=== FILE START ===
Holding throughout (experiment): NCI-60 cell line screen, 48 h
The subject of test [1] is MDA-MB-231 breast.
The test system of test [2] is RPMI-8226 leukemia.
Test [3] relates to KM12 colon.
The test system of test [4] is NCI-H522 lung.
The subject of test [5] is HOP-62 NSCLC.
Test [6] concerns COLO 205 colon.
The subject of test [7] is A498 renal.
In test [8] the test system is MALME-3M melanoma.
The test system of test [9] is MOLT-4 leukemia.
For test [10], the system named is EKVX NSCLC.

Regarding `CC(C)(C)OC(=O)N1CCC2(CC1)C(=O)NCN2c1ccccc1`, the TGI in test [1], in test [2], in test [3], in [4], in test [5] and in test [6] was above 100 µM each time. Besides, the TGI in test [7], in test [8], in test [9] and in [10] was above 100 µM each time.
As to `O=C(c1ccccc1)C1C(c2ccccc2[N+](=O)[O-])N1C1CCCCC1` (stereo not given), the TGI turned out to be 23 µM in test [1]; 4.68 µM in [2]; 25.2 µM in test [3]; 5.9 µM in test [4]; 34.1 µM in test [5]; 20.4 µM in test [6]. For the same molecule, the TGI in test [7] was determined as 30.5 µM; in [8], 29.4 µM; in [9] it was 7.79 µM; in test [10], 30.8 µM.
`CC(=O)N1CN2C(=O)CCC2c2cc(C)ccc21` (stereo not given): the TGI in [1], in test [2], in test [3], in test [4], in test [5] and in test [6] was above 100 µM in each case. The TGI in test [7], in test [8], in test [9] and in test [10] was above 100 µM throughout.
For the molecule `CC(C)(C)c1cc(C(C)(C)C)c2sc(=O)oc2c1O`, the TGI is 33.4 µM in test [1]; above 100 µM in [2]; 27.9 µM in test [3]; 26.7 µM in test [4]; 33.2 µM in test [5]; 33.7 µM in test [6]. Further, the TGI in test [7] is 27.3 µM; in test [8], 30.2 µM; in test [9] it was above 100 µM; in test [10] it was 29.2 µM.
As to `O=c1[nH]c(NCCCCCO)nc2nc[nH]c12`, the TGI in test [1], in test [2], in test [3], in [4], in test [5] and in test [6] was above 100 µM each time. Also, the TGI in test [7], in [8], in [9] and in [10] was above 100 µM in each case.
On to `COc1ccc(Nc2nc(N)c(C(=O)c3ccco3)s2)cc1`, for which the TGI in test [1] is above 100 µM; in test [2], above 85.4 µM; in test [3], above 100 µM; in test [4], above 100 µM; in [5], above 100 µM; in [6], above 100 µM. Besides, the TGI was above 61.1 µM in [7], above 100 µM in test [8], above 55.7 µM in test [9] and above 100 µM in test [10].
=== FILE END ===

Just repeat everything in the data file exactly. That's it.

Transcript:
Holding throughout (experiment): NCI-60 cell line screen, 48 h
The subject of test [1] is MDA-MB-231 breast.
The test system of test [2] is RPMI-8226 leukemia.
Test [3] relates to KM12 colon.
The test system of test [4] is NCI-H522 lung.
The subject of test [5] is HOP-62 NSCLC.
Test [6] concerns COLO 205 colon.
The subject of test [7] is A498 renal.
In test [8] the test system is MALME-3M melanoma.
The test system of test [9] is MOLT-4 leukemia.
For test [10], the system named is EKVX NSCLC.

Regarding `CC(C)(C)OC(=O)N1CCC2(CC1)C(=O)NCN2c1ccccc1`, the TGI in test [1], in test [2], in test [3], in [4], in test [5] and in test [6] was above 100 µM each time. Besides, the TGI in test [7], in test [8], in test [9] and in [10] was above 100 µM each time.
As to `O=C(c1ccccc1)C1C(c2ccccc2[N+](=O)[O-])N1C1CCCCC1` (stereo not given), the TGI turned out to be 23 µM in test [1]; 4.68 µM in [2]; 25.2 µM in test [3]; 5.9 µM in test [4]; 34.1 µM in test [5]; 20.4 µM in test [6]. For the same molecule, the TGI in test [7] was determined as 30.5 µM; in [8], 29.4 µM; in [9] it was 7.79 µM; in test [10], 30.8 µM.
`CC(=O)N1CN2C(=O)CCC2c2cc(C)ccc21` (stereo not given): the TGI in [1], in test [2], in test [3], in test [4], in test [5] and in test [6] was above 100 µM in each case. The TGI in test [7], in test [8], in test [9] and in test [10] was above 100 µM throughout.
For the molecule `CC(C)(C)c1cc(C(C)(C)C)c2sc(=O)oc2c1O`, the TGI is 33.4 µM in test [1]; above 100 µM in [2]; 27.9 µM in test [3]; 26.7 µM in test [4]; 33.2 µM in test [5]; 33.7 µM in test [6]. Further, the TGI in test [7] is 27.3 µM; in test [8], 30.2 µM; in test [9] it was above 100 µM; in test [10] it was 29.2 µM.
As to `O=c1[nH]c(NCCCCCO)nc2nc[nH]c12`, the TGI in test [1], in test [2], in test [3], in [4], in test [5] and in test [6] was above 100 µM each time. Also, the TGI in test [7], in [8], in [9] and in [10] was above 100 µM in each case.
On to `COc1ccc(Nc2nc(N)c(C(=O)c3ccco3)s2)cc1`, for which the TGI in test [1] is above 100 µM; in test [2], above 85.4 µM; in test [3], above 100 µM; in test [4], above 100 µM; in [5], above 100 µM; in [6], above 100 µM. Besides, the TGI was above 61.1 µM in [7], above 100 µM in test [8], above 55.7 µM in test [9] and above 100 µM in test [10].